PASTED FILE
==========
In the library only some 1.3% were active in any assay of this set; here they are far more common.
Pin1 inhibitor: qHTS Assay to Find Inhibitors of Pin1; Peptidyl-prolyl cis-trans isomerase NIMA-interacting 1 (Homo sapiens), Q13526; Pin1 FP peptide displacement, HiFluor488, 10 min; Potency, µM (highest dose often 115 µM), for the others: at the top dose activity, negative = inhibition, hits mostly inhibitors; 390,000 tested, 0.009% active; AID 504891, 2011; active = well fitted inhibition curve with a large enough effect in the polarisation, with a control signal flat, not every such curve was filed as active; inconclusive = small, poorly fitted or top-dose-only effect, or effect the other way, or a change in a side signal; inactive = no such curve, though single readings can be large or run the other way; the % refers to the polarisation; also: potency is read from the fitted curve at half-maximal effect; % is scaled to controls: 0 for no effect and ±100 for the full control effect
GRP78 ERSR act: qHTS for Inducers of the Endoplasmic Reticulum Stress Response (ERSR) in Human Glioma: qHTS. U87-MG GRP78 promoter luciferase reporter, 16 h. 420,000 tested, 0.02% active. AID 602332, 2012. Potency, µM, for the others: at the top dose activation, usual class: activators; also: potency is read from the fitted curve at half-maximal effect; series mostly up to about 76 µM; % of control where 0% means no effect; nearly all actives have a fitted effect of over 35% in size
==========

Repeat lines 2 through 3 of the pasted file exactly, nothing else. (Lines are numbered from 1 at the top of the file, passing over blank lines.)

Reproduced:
Pin1 inhibitor: qHTS Assay to Find Inhibitors of Pin1; Peptidyl-prolyl cis-trans isomerase NIMA-interacting 1 (Homo sapiens), Q13526; Pin1 FP peptide displacement, HiFluor488, 10 min; Potency, µM (highest dose often 115 µM), for the others: at the top dose activity, negative = inhibition, hits mostly inhibitors; 390,000 tested, 0.009% active; AID 504891, 2011; active = well fitted inhibition curve with a large enough effect in the polarisation, with a control signal flat, not every such curve was filed as active; inconclusive = small, poorly fitted or top-dose-only effect, or effect the other way, or a change in a side signal; inactive = no such curve, though single readings can be large or run the other way; the % refers to the polarisation; also: potency is read from the fitted curve at half-maximal effect; % is scaled to controls: 0 for no effect and ±100 for the full control effect
GRP78 ERSR act: qHTS for Inducers of the Endoplasmic Reticulum Stress Response (ERSR) in Human Glioma: qHTS. U87-MG GRP78 promoter luciferase reporter, 16 h. 420,000 tested, 0.02% active. AID 602332, 2012. Potency, µM, for the others: at the top dose activation, usual class: activators; also: potency is read from the fitted curve at half-maximal effect; series mostly up to about 76 µM; % of control where 0% means no effect; nearly all actives have a fitted effect of over 35% in size